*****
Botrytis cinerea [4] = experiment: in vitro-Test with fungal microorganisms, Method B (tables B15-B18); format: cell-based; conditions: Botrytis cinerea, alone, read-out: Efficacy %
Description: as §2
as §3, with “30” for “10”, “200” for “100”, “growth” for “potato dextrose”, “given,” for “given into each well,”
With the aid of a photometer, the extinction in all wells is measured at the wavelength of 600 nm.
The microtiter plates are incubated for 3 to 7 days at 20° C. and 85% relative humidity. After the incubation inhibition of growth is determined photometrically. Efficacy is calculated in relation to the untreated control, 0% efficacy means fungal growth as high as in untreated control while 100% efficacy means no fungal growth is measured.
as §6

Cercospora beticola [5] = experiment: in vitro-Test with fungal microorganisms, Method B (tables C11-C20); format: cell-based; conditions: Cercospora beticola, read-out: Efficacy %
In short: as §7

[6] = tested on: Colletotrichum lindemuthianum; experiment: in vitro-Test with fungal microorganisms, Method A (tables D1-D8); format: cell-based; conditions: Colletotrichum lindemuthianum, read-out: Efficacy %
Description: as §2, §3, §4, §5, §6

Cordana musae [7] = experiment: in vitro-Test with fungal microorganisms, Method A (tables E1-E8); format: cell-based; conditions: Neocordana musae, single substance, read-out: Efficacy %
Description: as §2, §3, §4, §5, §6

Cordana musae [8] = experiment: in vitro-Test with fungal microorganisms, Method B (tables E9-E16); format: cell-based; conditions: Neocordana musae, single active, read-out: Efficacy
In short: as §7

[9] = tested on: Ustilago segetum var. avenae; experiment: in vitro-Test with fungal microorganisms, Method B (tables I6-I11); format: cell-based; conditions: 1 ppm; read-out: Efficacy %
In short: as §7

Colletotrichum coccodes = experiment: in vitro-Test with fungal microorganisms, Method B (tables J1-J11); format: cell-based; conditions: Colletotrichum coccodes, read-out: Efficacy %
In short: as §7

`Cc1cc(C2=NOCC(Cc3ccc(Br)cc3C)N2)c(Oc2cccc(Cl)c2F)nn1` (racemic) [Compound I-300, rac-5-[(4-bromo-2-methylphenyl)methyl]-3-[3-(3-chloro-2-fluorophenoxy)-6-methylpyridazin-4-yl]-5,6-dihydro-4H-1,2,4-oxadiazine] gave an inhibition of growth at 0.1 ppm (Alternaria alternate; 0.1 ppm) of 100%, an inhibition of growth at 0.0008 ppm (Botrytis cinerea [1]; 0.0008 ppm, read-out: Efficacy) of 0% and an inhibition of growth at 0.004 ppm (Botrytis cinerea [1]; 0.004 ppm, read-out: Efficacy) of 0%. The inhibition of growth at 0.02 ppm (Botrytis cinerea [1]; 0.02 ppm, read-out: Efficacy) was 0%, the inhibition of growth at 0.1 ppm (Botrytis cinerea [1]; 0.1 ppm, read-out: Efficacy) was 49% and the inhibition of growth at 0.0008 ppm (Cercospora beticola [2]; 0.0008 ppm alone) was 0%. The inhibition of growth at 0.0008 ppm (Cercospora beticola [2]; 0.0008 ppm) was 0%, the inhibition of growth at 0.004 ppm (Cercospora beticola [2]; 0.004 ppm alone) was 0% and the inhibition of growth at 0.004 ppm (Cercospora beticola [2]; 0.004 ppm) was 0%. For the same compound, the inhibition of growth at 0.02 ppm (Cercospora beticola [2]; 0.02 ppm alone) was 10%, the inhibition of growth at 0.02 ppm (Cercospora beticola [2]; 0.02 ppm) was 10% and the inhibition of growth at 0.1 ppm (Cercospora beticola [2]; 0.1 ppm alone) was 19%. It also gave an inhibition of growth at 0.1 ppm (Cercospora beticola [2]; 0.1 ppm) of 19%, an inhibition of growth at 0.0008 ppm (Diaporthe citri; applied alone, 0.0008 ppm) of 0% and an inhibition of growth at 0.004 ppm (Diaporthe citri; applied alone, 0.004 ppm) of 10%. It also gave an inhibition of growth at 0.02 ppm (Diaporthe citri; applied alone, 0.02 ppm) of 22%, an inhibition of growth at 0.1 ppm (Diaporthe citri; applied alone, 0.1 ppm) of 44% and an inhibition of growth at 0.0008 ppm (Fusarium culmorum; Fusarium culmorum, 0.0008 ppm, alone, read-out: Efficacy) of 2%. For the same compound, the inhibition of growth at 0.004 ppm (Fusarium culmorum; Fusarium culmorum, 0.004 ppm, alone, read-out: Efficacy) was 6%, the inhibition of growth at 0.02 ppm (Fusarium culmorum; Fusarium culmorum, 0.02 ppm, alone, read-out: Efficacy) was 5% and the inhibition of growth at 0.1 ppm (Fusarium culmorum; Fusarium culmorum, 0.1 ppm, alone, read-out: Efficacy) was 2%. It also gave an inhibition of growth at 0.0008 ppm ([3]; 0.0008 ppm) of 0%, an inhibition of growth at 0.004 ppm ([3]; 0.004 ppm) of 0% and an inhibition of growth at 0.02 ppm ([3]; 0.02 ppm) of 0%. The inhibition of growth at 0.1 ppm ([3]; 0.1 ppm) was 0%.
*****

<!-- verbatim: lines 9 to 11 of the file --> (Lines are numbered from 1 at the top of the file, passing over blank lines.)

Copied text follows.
[6] = tested on: Colletotrichum lindemuthianum; experiment: in vitro-Test with fungal microorganisms, Method A (tables D1-D8); format: cell-based; conditions: Colletotrichum lindemuthianum, read-out: Efficacy %
Description: as §2, §3, §4, §5, §6

Cordana musae [7] = experiment: in vitro-Test with fungal microorganisms, Method A (tables E1-E8); format: cell-based; conditions: Neocordana musae, single substance, read-out: Efficacy %